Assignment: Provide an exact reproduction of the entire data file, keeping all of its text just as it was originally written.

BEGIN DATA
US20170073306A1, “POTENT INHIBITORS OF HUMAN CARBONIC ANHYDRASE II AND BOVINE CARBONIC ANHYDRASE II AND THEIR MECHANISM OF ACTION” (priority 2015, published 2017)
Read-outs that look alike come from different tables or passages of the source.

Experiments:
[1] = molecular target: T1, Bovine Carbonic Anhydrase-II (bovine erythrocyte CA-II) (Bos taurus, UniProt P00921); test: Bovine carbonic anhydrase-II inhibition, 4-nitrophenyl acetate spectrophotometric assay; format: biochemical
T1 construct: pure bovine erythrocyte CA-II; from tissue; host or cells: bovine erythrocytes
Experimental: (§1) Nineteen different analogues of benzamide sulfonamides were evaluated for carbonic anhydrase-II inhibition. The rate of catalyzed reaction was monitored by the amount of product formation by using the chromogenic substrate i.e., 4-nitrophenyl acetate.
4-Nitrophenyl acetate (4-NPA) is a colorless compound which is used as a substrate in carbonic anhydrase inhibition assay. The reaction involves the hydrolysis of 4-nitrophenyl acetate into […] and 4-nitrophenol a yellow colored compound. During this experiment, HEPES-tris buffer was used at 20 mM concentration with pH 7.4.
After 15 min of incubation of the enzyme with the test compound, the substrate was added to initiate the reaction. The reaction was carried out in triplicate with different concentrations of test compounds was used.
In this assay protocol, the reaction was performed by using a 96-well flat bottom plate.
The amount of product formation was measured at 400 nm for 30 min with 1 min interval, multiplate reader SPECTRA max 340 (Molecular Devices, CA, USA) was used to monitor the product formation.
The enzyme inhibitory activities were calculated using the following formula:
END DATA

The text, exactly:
US20170073306A1, “POTENT INHIBITORS OF HUMAN CARBONIC ANHYDRASE II AND BOVINE CARBONIC ANHYDRASE II AND THEIR MECHANISM OF ACTION” (priority 2015, published 2017)
Read-outs that look alike come from different tables or passages of the source.

Experiments:
[1] = molecular target: T1, Bovine Carbonic Anhydrase-II (bovine erythrocyte CA-II) (Bos taurus, UniProt P00921); test: Bovine carbonic anhydrase-II inhibition, 4-nitrophenyl acetate spectrophotometric assay; format: biochemical
T1 construct: pure bovine erythrocyte CA-II; from tissue; host or cells: bovine erythrocytes
Experimental: (§1) Nineteen different analogues of benzamide sulfonamides were evaluated for carbonic anhydrase-II inhibition. The rate of catalyzed reaction was monitored by the amount of product formation by using the chromogenic substrate i.e., 4-nitrophenyl acetate.
4-Nitrophenyl acetate (4-NPA) is a colorless compound which is used as a substrate in carbonic anhydrase inhibition assay. The reaction involves the hydrolysis of 4-nitrophenyl acetate into […] and 4-nitrophenol a yellow colored compound. During this experiment, HEPES-tris buffer was used at 20 mM concentration with pH 7.4.
After 15 min of incubation of the enzyme with the test compound, the substrate was added to initiate the reaction. The reaction was carried out in triplicate with different concentrations of test compounds was used.
In this assay protocol, the reaction was performed by using a 96-well flat bottom plate.
The amount of product formation was measured at 400 nm for 30 min with 1 min interval, multiplate reader SPECTRA max 340 (Molecular Devices, CA, USA) was used to monitor the product formation.
The enzyme inhibitory activities were calculated using the following formula: